The first storms should pop up around the area from 8:30-10:30 PM. The second line could resemble more of a bow echo line. (Bow echo lines are associated with straight line winds) Rainfall totals will vary greatly across the area. An average of .50 inches of rain is a good bet. Locations that find themselves under severe thunderstorms could pick up 2+ inches of rain in a short time period.
The area that will be most susceptible to supercells will range from eastern Texas to South Carolina. Southern Georgia and areas west of Lake City are included in this high risk area.
There are several reasons why there could be SEVERE thunderstorms in the area:
First: Dew points will be on the high side, for this time of year. (Dew points likely around 65 degrees.)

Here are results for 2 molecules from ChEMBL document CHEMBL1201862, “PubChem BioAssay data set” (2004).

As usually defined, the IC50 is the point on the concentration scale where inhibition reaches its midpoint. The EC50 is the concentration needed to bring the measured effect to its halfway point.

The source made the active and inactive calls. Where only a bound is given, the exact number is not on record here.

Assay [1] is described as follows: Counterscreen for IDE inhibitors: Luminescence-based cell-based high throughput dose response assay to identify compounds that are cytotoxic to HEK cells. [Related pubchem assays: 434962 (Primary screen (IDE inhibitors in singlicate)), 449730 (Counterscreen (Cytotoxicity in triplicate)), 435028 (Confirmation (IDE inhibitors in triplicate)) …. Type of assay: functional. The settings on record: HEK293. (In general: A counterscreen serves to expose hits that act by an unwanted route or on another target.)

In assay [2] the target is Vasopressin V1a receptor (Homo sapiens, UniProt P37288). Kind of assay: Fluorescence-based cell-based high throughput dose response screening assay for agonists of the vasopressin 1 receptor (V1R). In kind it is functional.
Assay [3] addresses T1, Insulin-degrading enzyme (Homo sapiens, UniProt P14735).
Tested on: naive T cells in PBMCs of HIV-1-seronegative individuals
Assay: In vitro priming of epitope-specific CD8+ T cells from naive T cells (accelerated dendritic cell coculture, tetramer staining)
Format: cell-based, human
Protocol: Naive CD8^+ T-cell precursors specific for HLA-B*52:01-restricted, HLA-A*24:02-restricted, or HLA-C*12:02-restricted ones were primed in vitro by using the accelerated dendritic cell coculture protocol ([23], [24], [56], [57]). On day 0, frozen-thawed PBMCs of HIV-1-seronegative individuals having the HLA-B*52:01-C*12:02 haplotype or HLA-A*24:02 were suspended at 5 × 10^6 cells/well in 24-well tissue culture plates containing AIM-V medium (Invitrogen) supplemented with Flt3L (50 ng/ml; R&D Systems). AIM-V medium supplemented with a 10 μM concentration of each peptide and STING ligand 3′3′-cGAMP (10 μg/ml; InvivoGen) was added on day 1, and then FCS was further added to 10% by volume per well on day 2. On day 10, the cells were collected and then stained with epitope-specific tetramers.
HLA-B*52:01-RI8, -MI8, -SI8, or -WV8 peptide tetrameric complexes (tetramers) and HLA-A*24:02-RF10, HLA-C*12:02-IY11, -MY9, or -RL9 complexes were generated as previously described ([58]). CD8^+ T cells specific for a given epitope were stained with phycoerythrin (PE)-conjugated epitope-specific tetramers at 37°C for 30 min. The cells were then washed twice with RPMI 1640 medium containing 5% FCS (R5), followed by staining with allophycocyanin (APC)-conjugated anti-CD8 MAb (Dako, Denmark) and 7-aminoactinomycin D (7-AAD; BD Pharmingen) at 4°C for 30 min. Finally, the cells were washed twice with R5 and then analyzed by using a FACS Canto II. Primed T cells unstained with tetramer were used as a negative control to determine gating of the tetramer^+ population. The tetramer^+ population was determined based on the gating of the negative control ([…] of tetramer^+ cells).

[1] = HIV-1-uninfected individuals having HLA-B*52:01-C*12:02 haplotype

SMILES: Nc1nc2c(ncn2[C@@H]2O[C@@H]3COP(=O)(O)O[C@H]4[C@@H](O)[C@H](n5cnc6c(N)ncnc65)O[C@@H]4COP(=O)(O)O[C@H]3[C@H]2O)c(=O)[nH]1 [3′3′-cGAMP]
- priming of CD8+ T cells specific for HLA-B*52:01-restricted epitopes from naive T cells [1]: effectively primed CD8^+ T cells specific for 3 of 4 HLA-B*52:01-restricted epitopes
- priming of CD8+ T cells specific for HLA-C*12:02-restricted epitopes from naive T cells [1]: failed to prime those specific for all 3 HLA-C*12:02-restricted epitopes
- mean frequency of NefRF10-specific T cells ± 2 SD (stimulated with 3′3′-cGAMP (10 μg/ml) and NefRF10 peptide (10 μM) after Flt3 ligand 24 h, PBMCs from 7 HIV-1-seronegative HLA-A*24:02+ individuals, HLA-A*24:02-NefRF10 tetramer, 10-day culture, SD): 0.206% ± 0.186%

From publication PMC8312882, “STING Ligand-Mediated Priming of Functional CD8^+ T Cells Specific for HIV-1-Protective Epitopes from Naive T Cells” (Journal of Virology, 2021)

Second: Temperatures from 70-74 degrees.
Third: Precipitable water content will be 1.25 to 1.75 inches (moderate moisture content). P.W. is the amount of moisture that exists in the complete vertical column, above our heads.
****What has me most concerned: EHI Values will be from 1-1.98. This index combines both CAPE and helicity. Both are associated with the amount of potential spin in the atmosphere.
EHI > 1
|Severe Weather Likely|
|1 to 5||up to F2, F3 tornadoes possible|
|5+||up to F4, F5 tornadoes possible|
What should provide better answers on whether severe weather will be possible is the launch of the a weather balloon, tomorrow morning, around 7:30 AM.
This is what New Orleans looked like earlier today (they saw numerous tornadoes nearby):